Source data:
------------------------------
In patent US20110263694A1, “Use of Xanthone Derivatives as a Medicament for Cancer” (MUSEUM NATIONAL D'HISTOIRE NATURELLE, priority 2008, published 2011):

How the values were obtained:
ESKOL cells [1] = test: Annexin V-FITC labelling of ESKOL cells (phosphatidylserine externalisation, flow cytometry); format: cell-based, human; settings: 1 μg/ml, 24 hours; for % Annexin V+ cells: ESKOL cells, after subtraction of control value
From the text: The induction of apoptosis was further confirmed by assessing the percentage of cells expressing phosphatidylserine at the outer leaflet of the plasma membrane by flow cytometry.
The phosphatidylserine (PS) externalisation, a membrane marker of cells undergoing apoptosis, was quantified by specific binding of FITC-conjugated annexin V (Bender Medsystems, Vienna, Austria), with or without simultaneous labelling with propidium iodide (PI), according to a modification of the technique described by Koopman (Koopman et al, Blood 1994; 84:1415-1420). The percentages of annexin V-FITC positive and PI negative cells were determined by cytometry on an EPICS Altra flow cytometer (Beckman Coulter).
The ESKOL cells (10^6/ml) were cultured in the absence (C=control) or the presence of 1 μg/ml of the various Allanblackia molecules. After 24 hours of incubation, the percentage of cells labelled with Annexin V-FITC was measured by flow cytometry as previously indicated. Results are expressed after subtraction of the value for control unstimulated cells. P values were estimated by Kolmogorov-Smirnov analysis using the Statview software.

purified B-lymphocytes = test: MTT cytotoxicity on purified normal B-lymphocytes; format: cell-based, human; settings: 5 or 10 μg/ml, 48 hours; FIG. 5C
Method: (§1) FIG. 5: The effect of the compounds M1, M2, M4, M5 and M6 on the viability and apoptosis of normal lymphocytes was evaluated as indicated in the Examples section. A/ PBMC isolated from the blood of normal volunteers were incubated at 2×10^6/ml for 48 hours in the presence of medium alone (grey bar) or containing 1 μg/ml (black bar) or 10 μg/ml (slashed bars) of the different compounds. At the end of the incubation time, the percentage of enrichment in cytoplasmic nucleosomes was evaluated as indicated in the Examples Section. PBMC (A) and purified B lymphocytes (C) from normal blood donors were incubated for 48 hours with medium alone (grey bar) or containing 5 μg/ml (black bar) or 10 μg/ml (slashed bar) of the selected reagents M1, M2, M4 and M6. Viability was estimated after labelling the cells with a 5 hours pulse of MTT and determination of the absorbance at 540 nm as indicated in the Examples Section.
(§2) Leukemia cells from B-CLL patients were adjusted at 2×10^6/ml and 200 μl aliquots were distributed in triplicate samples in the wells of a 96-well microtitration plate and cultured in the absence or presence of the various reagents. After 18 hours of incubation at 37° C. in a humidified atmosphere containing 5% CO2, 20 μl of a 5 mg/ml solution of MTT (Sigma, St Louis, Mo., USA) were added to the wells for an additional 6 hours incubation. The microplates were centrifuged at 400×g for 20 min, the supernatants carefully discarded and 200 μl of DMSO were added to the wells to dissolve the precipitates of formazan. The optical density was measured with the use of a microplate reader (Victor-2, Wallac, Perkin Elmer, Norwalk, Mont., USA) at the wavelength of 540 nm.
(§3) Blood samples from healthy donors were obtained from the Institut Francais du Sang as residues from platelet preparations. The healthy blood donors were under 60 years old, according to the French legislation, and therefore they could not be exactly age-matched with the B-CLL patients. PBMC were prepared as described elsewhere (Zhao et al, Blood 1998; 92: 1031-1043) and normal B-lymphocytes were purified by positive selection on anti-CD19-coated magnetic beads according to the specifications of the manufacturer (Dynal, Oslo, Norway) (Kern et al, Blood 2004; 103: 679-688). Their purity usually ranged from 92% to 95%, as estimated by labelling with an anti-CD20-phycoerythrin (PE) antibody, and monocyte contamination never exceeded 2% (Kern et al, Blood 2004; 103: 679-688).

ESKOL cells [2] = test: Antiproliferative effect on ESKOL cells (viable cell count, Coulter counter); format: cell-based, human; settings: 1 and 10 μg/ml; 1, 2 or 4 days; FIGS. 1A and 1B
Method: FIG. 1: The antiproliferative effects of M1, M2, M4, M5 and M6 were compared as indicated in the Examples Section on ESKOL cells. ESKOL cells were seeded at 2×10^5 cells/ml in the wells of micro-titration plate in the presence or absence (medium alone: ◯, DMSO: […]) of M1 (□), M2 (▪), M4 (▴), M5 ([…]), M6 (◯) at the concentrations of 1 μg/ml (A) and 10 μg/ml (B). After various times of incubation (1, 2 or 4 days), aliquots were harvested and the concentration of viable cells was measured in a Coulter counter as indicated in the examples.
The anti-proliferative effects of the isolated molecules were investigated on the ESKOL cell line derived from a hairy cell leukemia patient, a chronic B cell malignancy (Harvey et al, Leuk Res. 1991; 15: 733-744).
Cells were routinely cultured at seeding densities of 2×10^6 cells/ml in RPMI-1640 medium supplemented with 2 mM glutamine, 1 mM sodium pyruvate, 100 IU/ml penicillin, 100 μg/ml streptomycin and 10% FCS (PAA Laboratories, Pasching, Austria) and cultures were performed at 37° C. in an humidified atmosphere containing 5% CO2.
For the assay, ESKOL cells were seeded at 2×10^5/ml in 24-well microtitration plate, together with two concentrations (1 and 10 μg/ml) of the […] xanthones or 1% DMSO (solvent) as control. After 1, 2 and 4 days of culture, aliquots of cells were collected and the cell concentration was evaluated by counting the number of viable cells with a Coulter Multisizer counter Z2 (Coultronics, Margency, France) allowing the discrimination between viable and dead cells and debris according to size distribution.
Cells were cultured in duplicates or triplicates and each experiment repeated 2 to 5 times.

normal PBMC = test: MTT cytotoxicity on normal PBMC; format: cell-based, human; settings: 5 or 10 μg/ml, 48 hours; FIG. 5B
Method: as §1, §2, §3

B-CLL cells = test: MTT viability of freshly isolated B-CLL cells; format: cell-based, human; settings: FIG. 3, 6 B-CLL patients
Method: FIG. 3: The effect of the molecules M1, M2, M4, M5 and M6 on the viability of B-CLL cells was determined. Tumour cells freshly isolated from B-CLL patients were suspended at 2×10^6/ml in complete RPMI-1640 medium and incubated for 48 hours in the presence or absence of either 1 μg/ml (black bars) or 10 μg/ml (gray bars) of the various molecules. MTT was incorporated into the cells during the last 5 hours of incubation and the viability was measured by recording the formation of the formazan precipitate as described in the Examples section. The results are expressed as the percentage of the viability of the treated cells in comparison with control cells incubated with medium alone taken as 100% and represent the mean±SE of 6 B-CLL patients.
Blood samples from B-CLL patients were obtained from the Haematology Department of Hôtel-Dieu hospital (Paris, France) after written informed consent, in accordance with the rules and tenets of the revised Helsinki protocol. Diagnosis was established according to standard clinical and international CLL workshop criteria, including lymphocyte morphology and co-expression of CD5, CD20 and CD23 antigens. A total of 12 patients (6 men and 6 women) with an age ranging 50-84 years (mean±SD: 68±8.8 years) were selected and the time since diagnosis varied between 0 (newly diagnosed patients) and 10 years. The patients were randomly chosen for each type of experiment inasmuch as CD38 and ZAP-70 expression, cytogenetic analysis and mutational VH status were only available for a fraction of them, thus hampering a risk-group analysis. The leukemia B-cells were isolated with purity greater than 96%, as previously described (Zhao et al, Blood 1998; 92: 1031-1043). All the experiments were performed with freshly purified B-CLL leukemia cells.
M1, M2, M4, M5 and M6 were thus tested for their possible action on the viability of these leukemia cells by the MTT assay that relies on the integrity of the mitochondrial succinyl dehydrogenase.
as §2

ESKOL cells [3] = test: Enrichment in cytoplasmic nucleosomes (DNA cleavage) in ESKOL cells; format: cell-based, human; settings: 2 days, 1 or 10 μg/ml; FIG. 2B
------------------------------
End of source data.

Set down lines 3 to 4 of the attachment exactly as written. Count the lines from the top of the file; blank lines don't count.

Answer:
ESKOL cells [1] = test: Annexin V-FITC labelling of ESKOL cells (phosphatidylserine externalisation, flow cytometry); format: cell-based, human; settings: 1 μg/ml, 24 hours; for % Annexin V+ cells: ESKOL cells, after subtraction of control value
From the text: The induction of apoptosis was further confirmed by assessing the percentage of cells expressing phosphatidylserine at the outer leaflet of the plasma membrane by flow cytometry.